The laser output power reaches a maximum at a pumping wavelength of 1053 nm corresponding to a fiber length of 4.3 m (Fig. 9). Note that 5.45 m is the optimal fiber length for a pumping wavelength of 1040 nm but is too long for a pumping wavelength of 1064 nm. The fiber length can be even more shortened by adjusting the reflectivity of the output coupler. The evolution of the laser output power as a function of the fiber length for different values of the output coupler reflectivity has been plotted on Fig. 10. The output power has been computed for a launched pump power of 1.5 W and a pump wavelength of 1053 nm.

Fig. 10. Evolution of the laser output power as a function of the fiber length for a launched pump power of 1.5 W at 1053 nm. Input coupler reflectivity is 90%. Circles indicate the maximum output power at each reflectivity.

The results indicate that the maximum output power is obtained for a 3 meter-long fiber and an output coupler reflectivity of about 10%. The optimal fiber length decreases as the output coupler reflectivity increases but the maximum output power is also reduced.

5. Watt-level emission

5.1 Pumping at 1040 nm

Based on the results of our numerical simulations, we have optimized the laser parameters for our two pump wavelengths in order to reach watt-level output power at 1480 nm. We first investigated the 1040 nm pumping case and increased the pump power to its maximum available value. Figure 11 shows the laser output power as a function of the launched pump power along with the spectrum of the signal (cf. inset). A maximum output power in excess of 1 W has been reached for a launched pump power of 2.2 W and a fiber length of 5.45 m.

Fig. 11. Experimental (scatter) and simulated (solid) laser output power as a function of the launched pump power at 1040 nm and output spectrum (inset). Fiber length is 5.45m, and input and output coupler reflectivities are 90% and 4% at entrance and output respectively.

The laser threshold was measured at 500 mW of launched pump power. We also note that there is no saturation of the output power up to the maximum available pump power of 2.2 W. The slope efficiency was 53%, and the laser output spectrum had a full width at half maximum (FWHM) of about 140 pm.

5.2 Pumping at 1064 nm

As shown through our numerical simulations (cf. Fig. 9), a higher laser power is obtained for a shorter fiber segment when pumping at 1064 nm, especially if the output coupler reflectivity is larger than the 4% Fresnel reflection (cf. Fig. 10).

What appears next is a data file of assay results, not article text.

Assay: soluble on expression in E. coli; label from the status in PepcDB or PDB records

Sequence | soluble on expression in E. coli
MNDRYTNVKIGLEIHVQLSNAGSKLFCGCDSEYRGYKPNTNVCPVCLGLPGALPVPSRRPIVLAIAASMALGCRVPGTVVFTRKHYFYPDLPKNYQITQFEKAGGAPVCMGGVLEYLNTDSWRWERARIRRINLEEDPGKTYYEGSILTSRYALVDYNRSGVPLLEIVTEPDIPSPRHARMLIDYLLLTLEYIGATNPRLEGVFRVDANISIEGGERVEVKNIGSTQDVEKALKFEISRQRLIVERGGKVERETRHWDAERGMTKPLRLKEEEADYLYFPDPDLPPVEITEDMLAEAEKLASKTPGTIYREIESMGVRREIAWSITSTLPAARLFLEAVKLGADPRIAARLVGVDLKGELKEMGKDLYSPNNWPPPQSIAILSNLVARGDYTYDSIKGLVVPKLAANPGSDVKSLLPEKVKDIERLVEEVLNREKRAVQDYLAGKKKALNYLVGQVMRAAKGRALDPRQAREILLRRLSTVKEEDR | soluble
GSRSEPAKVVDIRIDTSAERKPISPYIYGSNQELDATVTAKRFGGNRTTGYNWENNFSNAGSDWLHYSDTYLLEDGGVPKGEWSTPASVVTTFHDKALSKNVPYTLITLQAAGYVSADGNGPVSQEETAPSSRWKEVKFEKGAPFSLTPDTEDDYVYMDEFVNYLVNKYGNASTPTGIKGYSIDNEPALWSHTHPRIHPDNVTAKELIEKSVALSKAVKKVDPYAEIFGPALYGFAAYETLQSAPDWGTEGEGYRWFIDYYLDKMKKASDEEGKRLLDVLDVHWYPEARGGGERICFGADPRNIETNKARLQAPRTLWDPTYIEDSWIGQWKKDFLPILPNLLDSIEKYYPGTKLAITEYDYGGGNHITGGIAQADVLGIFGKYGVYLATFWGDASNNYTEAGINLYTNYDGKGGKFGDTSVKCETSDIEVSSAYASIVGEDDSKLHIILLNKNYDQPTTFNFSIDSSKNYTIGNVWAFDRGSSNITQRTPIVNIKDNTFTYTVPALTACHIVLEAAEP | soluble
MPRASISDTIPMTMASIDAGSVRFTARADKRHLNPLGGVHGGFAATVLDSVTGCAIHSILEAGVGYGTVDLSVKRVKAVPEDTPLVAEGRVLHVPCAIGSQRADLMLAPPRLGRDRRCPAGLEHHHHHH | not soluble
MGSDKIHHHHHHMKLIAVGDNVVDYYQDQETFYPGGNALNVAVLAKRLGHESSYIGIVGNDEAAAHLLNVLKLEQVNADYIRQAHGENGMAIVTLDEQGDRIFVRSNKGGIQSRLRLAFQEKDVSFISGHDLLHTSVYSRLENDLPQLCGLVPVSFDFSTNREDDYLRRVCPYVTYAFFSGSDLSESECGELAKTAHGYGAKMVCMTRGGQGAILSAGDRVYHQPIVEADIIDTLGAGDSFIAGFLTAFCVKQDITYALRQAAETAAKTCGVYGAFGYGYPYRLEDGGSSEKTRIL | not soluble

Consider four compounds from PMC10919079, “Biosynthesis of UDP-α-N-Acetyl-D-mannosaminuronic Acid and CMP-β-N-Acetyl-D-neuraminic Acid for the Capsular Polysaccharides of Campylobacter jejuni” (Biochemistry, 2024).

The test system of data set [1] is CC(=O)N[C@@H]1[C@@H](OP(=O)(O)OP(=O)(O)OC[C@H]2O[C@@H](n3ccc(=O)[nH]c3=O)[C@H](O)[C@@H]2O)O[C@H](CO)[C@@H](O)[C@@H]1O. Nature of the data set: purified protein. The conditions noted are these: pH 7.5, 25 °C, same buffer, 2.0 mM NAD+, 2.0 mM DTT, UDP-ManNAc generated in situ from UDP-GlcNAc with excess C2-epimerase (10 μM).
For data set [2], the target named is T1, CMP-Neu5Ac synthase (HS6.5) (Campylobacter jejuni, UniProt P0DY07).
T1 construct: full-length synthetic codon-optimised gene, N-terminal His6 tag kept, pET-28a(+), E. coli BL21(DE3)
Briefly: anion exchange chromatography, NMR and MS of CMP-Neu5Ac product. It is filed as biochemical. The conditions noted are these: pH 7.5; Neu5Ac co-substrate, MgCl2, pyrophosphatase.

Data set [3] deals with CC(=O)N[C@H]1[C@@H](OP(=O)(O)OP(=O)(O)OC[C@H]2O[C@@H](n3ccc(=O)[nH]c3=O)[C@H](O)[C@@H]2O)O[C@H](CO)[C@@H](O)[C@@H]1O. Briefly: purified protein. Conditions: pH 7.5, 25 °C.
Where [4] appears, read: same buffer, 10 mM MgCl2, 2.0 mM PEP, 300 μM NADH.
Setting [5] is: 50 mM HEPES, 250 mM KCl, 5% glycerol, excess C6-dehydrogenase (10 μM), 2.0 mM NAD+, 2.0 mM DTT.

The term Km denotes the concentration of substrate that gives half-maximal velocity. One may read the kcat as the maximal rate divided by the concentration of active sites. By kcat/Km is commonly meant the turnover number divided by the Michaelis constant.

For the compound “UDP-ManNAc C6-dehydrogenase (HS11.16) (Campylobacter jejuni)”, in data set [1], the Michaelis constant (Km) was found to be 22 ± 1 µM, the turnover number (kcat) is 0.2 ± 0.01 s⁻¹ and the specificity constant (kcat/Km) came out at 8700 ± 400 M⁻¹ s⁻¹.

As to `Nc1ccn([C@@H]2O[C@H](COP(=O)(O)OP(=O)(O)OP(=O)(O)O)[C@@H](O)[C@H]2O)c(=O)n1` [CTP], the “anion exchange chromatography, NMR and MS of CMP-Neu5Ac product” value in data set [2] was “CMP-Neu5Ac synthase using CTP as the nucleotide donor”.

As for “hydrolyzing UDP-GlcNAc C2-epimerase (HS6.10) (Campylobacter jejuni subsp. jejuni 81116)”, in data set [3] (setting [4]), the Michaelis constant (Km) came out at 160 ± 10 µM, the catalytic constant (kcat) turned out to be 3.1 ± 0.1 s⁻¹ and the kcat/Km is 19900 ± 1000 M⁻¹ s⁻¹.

Fig. 12. Experimental (scatter) and simulated (solid) laser output power as a function of the launched pump power at 1064 nm. The fiber length was 2.8 m, and input and output coupler reflectivities are 99% and 15% respectively.

Figure 12 shows the laser output power as a function of the launched pump power for a pump wavelength of 1064 nm, a fiber length of 2.8 m and an output coupler of about 15% of reflectivity. The output coupler is a chirped grating we wrote at the other fiber end with the same setup as previously reported. The slope efficiency was 50% and a maximum laser output power of 2.25 W has been reached for a launched pump power of 6.5 W. This represents, to the best of our knowledge, the highest output power ever reported for a singlemode Tm3+-doped fiber laser operating at 1480 nm. The threshold is reached for a launched pump power of 280 mW, slightly higher than in the case of Fig. 3 because the fiber if shorter. Note that at high pump power, the experiment slightly diverges from the computed result due to misalignment of the fiber heated up by the focused pump laser beam. We believe that the output power could be further scaled up by the use of a double-clad fiber configuration pumped with high power laser diodes, which are becoming readily available at this wavelength [18

18. X. Zhu and R. Jain, “10-W-level diode-pumped compact 2.78 µm ZBLAN fiber laser,” Opt. Lett. 32, 26–28 (2007). [CrossRef]

].

6. Conclusion